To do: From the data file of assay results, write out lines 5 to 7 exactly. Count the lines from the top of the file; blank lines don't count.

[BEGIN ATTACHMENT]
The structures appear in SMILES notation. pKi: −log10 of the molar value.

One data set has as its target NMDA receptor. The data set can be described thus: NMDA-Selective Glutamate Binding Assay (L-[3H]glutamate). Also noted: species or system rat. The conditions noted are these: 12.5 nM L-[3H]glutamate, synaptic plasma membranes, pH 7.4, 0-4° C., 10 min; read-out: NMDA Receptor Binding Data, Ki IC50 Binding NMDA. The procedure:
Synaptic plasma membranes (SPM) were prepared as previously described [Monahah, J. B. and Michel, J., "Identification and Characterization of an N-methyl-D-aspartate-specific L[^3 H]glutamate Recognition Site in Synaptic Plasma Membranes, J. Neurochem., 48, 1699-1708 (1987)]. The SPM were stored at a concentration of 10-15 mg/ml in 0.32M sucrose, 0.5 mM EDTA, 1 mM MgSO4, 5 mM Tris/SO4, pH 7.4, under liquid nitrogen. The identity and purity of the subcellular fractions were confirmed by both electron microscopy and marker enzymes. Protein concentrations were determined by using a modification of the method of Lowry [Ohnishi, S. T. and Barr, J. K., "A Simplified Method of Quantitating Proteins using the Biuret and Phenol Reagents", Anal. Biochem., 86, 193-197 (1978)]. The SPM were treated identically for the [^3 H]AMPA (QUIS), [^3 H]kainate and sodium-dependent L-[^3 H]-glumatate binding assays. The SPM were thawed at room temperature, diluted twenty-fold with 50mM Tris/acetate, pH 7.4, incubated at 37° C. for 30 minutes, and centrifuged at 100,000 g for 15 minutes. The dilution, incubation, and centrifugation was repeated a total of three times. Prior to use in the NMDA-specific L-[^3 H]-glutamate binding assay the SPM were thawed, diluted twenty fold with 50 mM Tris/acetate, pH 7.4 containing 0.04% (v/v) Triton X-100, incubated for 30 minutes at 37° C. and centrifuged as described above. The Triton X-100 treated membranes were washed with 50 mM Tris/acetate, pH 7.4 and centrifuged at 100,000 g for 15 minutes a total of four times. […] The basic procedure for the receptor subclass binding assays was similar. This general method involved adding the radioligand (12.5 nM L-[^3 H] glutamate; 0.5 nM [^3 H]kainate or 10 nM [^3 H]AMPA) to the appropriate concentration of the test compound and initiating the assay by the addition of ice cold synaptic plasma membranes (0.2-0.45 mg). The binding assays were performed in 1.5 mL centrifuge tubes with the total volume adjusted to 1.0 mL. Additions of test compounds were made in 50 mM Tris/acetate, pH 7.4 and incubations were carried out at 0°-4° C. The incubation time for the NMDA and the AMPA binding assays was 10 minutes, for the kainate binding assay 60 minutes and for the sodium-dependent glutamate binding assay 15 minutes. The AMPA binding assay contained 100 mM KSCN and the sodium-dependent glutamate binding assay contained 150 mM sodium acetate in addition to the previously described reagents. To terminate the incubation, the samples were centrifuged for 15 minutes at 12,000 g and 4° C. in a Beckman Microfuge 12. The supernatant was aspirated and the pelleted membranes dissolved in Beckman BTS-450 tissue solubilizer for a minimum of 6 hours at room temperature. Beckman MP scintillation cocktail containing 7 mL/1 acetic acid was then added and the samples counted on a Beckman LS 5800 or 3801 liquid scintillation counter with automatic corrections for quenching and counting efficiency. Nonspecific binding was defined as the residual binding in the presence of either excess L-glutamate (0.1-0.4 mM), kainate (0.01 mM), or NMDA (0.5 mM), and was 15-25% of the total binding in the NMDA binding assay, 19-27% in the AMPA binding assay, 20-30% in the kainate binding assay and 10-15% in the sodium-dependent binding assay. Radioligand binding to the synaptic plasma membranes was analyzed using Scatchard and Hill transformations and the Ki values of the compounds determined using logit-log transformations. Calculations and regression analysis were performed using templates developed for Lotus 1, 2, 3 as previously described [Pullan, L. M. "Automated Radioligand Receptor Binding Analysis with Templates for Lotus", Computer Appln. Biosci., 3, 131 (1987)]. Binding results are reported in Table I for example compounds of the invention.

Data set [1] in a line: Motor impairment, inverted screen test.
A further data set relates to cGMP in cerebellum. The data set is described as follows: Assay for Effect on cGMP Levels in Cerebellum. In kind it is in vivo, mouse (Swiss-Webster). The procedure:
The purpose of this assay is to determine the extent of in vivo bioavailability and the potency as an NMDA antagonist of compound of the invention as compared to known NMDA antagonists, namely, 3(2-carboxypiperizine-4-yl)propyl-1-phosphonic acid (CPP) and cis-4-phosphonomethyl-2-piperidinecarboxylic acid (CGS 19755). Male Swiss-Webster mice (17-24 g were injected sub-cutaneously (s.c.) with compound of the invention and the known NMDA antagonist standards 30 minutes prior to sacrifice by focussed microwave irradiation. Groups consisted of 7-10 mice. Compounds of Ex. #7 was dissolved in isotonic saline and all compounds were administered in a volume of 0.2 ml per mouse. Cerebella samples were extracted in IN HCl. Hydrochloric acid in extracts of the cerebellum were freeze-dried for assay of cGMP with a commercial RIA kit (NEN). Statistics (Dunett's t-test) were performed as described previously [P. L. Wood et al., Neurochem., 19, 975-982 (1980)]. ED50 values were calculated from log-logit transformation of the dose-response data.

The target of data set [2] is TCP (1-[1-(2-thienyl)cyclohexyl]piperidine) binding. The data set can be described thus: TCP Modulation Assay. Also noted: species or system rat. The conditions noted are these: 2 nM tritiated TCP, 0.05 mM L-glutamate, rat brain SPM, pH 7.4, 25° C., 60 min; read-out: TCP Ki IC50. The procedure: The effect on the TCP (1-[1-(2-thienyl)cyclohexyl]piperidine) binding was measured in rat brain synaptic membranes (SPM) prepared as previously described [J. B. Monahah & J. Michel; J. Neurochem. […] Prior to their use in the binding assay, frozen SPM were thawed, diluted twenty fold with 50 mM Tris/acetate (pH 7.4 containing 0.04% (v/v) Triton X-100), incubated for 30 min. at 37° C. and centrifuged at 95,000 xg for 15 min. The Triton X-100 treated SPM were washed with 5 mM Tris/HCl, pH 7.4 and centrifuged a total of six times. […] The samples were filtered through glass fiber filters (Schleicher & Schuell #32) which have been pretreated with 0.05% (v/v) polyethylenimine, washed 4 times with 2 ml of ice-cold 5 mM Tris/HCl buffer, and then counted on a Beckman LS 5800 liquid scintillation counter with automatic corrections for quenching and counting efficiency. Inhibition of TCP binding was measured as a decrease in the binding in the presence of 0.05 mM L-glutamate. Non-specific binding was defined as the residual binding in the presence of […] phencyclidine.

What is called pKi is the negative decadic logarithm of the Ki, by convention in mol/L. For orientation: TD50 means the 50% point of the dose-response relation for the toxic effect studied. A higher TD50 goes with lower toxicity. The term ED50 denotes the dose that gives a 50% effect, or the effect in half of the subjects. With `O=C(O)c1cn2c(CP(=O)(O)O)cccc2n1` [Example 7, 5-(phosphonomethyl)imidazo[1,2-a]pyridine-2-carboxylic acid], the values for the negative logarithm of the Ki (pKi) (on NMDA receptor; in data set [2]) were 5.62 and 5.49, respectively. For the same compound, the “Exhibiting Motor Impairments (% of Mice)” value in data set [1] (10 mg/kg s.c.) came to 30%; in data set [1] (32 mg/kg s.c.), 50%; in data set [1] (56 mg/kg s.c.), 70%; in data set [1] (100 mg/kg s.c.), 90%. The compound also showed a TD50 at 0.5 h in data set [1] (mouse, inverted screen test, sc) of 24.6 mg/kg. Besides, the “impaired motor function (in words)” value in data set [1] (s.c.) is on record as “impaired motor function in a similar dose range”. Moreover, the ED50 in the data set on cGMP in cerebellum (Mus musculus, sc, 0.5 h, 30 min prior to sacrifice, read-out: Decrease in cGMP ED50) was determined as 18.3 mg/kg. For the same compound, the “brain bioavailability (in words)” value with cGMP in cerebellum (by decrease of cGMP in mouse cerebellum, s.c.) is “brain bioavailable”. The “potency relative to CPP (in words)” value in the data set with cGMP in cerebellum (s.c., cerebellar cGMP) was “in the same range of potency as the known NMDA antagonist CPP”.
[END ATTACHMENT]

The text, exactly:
A further data set relates to cGMP in cerebellum. The data set is described as follows: Assay for Effect on cGMP Levels in Cerebellum. In kind it is in vivo, mouse (Swiss-Webster). The procedure:
The purpose of this assay is to determine the extent of in vivo bioavailability and the potency as an NMDA antagonist of compound of the invention as compared to known NMDA antagonists, namely, 3(2-carboxypiperizine-4-yl)propyl-1-phosphonic acid (CPP) and cis-4-phosphonomethyl-2-piperidinecarboxylic acid (CGS 19755). Male Swiss-Webster mice (17-24 g were injected sub-cutaneously (s.c.) with compound of the invention and the known NMDA antagonist standards 30 minutes prior to sacrifice by focussed microwave irradiation. Groups consisted of 7-10 mice. Compounds of Ex. #7 was dissolved in isotonic saline and all compounds were administered in a volume of 0.2 ml per mouse. Cerebella samples were extracted in IN HCl. Hydrochloric acid in extracts of the cerebellum were freeze-dried for assay of cGMP with a commercial RIA kit (NEN). Statistics (Dunett's t-test) were performed as described previously [P. L. Wood et al., Neurochem., 19, 975-982 (1980)]. ED50 values were calculated from log-logit transformation of the dose-response data.

The target of data set [2] is TCP (1-[1-(2-thienyl)cyclohexyl]piperidine) binding. The data set can be described thus: TCP Modulation Assay. Also noted: species or system rat. The conditions noted are these: 2 nM tritiated TCP, 0.05 mM L-glutamate, rat brain SPM, pH 7.4, 25° C., 60 min; read-out: TCP Ki IC50. The procedure: The effect on the TCP (1-[1-(2-thienyl)cyclohexyl]piperidine) binding was measured in rat brain synaptic membranes (SPM) prepared as previously described [J. B. Monahah & J. Michel; J. Neurochem. […] Prior to their use in the binding assay, frozen SPM were thawed, diluted twenty fold with 50 mM Tris/acetate (pH 7.4 containing 0.04% (v/v) Triton X-100), incubated for 30 min. at 37° C. and centrifuged at 95,000 xg for 15 min. The Triton X-100 treated SPM were washed with 5 mM Tris/HCl, pH 7.4 and centrifuged a total of six times. […] The samples were filtered through glass fiber filters (Schleicher & Schuell #32) which have been pretreated with 0.05% (v/v) polyethylenimine, washed 4 times with 2 ml of ice-cold 5 mM Tris/HCl buffer, and then counted on a Beckman LS 5800 liquid scintillation counter with automatic corrections for quenching and counting efficiency. Inhibition of TCP binding was measured as a decrease in the binding in the presence of 0.05 mM L-glutamate. Non-specific binding was defined as the residual binding in the presence of […] phencyclidine.